DENNIS SCHWARTZ 
IS THERE ANY GOOD 
IN SAYING 
EVERYTHING ABOUT A MOVIE?

 
SUICIDE KINGS (director: Peter O'Fallon; screenwriters: Josh McKinney/Gina Goldman/Wayne Rice/ based on the short story "The Hostage" by Don Stanford; cinematographer: Christopher Baffa; editor: Chris Peppe; cast: Christopher Walken (Carlo Bartolucci/Charlie Barrett), Denis Leary (Lono Vecchio), Jay Mohr (Brett Cambell), Henry Thomas (Avery Chasten), Sean Patrick Flanery (Max Minot), Jeremy Sisto (TK), Johnny Galecki (Ira), Lisa (Laura Harris); Runtime: 106; Live Entertainment; 1997)

 
"Trying to figure out who the rat is, is enough of a story line for this film."

Reviewed by Dennis Schwartz

Another film in the '90s skewed for Tarantino enthusiasts, and this one is just as conversationally maddening. It's filled with vulgarities and street talk, but no sex. It pays to be the first one on your block to do it because imitation is always a second-hand form of flattery, and this film has the feel of something already done by many other copy-cats. But it was a funny movie, in a perverted way, even if the story line just didn't add up. But, then again, life often doesn't make sense. Carlo Bartolucci, the retired crime boss, knows that. He is the 'Main Man,' aka Charlie Barrett (Walken), and the reason this film comes up looking so good. He gets kidnapped by a group of rich young men: Avery (Henry Thomas), Max (Sean Patrick Flannery), TK (Jeremy Sisto), Brett (Jay Mohr) and Ira (Johnny Galecki). They chloroform and duct-tape him to a swivel chair in the isolated, shuttered summer house in Long Island of Ira's father, and cut off his ring finger. Ira is the only one in the group who didn't know what was going on, as the boys showed up at his house with Charles when he thought they were coming to play poker. He is the only funny one among the boys, berating them for drinking his parents' liquor and messing up the place. He acts like the nerd he is and is the butt of their jokes.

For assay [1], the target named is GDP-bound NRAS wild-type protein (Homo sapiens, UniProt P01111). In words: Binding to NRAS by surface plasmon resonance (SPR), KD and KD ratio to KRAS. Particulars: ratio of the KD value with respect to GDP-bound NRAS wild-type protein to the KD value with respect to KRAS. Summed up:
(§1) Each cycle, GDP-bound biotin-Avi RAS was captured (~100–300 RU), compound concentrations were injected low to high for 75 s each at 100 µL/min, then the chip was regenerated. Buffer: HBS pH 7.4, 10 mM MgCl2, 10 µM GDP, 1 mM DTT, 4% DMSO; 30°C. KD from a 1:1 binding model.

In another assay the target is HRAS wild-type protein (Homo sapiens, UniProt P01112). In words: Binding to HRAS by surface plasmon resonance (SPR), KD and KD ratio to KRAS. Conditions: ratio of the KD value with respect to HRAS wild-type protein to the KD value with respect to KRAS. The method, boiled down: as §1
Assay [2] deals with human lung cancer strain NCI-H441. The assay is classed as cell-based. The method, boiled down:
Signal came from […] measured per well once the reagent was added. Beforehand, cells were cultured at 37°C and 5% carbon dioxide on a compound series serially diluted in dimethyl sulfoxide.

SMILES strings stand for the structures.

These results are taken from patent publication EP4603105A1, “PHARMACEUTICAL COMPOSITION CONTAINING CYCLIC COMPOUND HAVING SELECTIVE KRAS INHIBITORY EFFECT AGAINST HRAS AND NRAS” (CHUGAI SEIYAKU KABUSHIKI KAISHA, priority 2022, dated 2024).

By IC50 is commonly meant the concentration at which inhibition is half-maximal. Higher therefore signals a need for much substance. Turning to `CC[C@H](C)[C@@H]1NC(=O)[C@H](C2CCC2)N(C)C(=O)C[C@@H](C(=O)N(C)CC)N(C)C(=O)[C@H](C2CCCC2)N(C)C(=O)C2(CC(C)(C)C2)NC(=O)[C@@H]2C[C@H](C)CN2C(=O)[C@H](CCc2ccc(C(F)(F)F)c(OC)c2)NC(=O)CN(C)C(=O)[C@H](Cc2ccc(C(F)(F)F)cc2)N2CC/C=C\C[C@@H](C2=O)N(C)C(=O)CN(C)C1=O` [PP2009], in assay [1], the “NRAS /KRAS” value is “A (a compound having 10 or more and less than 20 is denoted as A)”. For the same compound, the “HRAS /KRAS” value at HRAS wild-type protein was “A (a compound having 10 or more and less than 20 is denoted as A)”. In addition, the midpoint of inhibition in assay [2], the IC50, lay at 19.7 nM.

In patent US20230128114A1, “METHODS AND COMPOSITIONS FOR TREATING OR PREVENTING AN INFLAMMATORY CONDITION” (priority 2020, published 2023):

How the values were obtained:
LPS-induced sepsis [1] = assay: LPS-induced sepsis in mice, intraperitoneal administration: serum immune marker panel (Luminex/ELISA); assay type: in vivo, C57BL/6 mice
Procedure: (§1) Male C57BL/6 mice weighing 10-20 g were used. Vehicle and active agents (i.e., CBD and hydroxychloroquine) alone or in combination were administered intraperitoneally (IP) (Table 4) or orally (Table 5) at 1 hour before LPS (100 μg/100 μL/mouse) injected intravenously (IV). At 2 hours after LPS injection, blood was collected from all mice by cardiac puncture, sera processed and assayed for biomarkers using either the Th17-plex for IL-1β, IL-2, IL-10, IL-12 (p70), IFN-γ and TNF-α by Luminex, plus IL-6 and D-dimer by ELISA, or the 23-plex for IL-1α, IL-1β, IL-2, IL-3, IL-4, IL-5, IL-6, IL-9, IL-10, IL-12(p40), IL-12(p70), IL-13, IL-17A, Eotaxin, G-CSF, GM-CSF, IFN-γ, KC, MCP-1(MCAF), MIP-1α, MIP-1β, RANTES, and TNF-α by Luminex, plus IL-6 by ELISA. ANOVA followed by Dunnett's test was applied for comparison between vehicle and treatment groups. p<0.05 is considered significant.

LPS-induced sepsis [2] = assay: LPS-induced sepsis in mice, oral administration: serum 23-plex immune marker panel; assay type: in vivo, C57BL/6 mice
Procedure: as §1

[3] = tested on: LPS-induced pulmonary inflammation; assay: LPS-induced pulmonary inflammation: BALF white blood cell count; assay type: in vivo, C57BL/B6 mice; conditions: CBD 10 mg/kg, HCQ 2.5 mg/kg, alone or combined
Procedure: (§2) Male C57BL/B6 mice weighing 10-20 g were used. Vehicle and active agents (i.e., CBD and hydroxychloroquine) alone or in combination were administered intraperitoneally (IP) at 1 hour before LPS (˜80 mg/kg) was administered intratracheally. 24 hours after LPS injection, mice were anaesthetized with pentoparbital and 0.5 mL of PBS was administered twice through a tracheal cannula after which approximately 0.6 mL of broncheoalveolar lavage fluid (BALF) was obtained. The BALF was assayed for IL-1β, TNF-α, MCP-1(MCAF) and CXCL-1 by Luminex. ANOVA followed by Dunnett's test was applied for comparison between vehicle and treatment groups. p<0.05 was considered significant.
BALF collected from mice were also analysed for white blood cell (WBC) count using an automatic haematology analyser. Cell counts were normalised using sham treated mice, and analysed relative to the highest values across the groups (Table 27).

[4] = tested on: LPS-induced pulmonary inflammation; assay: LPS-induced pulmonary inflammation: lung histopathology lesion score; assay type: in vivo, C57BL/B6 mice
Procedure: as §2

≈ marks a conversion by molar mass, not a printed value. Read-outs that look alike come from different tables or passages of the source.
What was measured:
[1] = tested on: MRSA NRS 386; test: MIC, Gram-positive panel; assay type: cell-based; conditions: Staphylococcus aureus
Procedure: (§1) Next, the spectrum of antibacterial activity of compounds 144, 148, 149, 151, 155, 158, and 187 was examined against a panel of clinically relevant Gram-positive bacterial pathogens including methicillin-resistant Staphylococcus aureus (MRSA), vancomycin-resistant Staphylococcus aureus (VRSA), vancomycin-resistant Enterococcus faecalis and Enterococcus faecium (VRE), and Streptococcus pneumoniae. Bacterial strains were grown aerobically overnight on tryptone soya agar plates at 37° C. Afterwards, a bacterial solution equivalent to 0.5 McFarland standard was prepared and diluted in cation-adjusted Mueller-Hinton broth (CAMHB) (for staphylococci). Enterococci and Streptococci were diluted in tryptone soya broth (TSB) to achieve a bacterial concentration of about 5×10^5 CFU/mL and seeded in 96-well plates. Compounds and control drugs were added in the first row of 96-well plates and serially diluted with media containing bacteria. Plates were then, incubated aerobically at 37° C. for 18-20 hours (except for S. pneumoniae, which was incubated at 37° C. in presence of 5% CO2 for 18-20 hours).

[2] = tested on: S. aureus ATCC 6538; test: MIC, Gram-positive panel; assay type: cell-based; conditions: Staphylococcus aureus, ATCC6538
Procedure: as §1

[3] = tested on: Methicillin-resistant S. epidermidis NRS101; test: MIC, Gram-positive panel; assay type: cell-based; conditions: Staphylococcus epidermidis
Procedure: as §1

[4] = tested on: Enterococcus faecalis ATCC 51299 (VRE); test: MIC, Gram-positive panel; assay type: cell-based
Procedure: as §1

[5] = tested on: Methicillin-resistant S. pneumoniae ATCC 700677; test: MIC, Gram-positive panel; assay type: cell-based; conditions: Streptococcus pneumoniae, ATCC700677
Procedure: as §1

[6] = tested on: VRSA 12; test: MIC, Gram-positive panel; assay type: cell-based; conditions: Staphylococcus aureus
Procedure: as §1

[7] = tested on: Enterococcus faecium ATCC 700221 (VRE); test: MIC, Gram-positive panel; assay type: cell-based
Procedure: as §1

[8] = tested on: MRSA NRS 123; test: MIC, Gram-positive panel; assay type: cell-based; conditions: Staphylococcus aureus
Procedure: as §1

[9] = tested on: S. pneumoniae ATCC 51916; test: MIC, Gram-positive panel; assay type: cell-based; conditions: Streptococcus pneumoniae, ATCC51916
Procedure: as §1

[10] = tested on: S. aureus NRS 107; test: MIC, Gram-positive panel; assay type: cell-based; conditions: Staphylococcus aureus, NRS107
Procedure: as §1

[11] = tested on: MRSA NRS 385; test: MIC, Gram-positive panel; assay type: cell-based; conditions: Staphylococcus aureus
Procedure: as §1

Avery's sister, Lisa (Harris), gets kidnapped on a date with her steady squeeze Max (Sean) and supposedly has one of her fingers cut off. There is a ransom note for two million dollars, which the family can't afford to pay. The boys figure that by kidnapping the crime boss (the logic being, he's a bad guy anyway and deserves what he is getting), they can get him to put up the ransom and use his underworld contacts to find the kidnappers.

This is Peter O'Fallon's feature film debut as a director; he chugs out all the slickness he could muster to make this a happening film, including glittering credits that seem to be dancing on the screen. The slick title refers to the king of hearts (the one with the sword through his head). But the title also could refer to the ill-advised nature of the mission the boys are on, because what they are doing is surely suicidal.

Denis Leary as Lono, the wise guy lieutenant in Carlo's mob and the temperamental strong-armed enforcer, has a constant dialogue going on about his $1,500 cowboy boots. He is brilliantly funny in this role, providing the film with a barrage of wisecracks and a penchant for controlled violence to keep everyone honest. He keeps contact with Carlo's lawyer and zeroes in on both sets of kidnappers. Lono's encounter with the dopey kidnappers of Lisa, pulls the film into the gangster genre for a few minutes before it goes back to its satire of that genre.

Suicide Kings has its share of surprises and plot twists, as it becomes evident from Charlie's contacts that there was an insider on this job. Trying to figure out who the rat is, is enough of a story line for this film.

Once in a while, the film comes up with a real knee-slapper for dialogue: Charlie utters a priceless pearl of wisdom during his confinement -- "Everybody lies: But word on the street, that's solid."
 

REVIEWED ON 5/25/99       GRADE: C

Dennis Schwartz: "Ozus' World Movie Reviews"

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